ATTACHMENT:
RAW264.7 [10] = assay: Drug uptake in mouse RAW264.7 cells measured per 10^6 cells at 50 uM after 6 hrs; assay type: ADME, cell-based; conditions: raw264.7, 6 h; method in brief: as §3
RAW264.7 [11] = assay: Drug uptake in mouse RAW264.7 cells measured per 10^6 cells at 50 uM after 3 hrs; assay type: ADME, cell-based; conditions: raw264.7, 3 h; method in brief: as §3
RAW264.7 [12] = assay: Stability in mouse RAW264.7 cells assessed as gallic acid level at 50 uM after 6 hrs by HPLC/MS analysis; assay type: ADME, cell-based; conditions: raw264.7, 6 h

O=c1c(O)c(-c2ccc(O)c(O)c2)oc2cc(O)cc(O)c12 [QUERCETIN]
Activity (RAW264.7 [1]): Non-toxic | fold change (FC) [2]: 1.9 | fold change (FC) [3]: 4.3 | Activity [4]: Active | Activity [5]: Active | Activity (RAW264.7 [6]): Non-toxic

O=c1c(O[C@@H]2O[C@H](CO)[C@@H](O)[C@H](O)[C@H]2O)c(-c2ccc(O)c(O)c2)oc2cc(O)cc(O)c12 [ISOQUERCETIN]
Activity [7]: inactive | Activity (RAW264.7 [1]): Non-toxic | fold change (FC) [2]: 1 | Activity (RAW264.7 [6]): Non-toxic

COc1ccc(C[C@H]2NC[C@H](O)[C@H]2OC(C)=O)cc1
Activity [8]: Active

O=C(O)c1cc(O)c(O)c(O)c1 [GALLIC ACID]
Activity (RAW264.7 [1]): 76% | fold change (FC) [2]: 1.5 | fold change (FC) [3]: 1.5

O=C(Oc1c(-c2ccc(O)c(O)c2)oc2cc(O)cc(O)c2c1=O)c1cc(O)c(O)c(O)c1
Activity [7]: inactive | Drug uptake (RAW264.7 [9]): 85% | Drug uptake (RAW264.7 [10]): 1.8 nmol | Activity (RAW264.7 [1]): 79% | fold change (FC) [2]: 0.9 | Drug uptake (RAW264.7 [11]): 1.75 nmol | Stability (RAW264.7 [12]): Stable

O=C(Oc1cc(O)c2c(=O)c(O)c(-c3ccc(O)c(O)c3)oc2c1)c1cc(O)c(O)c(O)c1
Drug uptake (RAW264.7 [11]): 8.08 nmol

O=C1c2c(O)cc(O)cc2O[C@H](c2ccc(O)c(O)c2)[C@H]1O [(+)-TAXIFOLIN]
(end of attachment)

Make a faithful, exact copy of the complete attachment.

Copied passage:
RAW264.7 [10] = assay: Drug uptake in mouse RAW264.7 cells measured per 10^6 cells at 50 uM after 6 hrs; assay type: ADME, cell-based; conditions: raw264.7, 6 h; method in brief: as §3
RAW264.7 [11] = assay: Drug uptake in mouse RAW264.7 cells measured per 10^6 cells at 50 uM after 3 hrs; assay type: ADME, cell-based; conditions: raw264.7, 3 h; method in brief: as §3
RAW264.7 [12] = assay: Stability in mouse RAW264.7 cells assessed as gallic acid level at 50 uM after 6 hrs by HPLC/MS analysis; assay type: ADME, cell-based; conditions: raw264.7, 6 h

O=c1c(O)c(-c2ccc(O)c(O)c2)oc2cc(O)cc(O)c12 [QUERCETIN]
Activity (RAW264.7 [1]): Non-toxic | fold change (FC) [2]: 1.9 | fold change (FC) [3]: 4.3 | Activity [4]: Active | Activity [5]: Active | Activity (RAW264.7 [6]): Non-toxic

O=c1c(O[C@@H]2O[C@H](CO)[C@@H](O)[C@H](O)[C@H]2O)c(-c2ccc(O)c(O)c2)oc2cc(O)cc(O)c12 [ISOQUERCETIN]
Activity [7]: inactive | Activity (RAW264.7 [1]): Non-toxic | fold change (FC) [2]: 1 | Activity (RAW264.7 [6]): Non-toxic

COc1ccc(C[C@H]2NC[C@H](O)[C@H]2OC(C)=O)cc1
Activity [8]: Active

O=C(O)c1cc(O)c(O)c(O)c1 [GALLIC ACID]
Activity (RAW264.7 [1]): 76% | fold change (FC) [2]: 1.5 | fold change (FC) [3]: 1.5

O=C(Oc1c(-c2ccc(O)c(O)c2)oc2cc(O)cc(O)c2c1=O)c1cc(O)c(O)c(O)c1
Activity [7]: inactive | Drug uptake (RAW264.7 [9]): 85% | Drug uptake (RAW264.7 [10]): 1.8 nmol | Activity (RAW264.7 [1]): 79% | fold change (FC) [2]: 0.9 | Drug uptake (RAW264.7 [11]): 1.75 nmol | Stability (RAW264.7 [12]): Stable

O=C(Oc1cc(O)c2c(=O)c(O)c(-c3ccc(O)c(O)c3)oc2c1)c1cc(O)c(O)c(O)c1
Drug uptake (RAW264.7 [11]): 8.08 nmol

O=C1c2c(O)cc(O)cc2O[C@H](c2ccc(O)c(O)c2)[C@H]1O [(+)-TAXIFOLIN]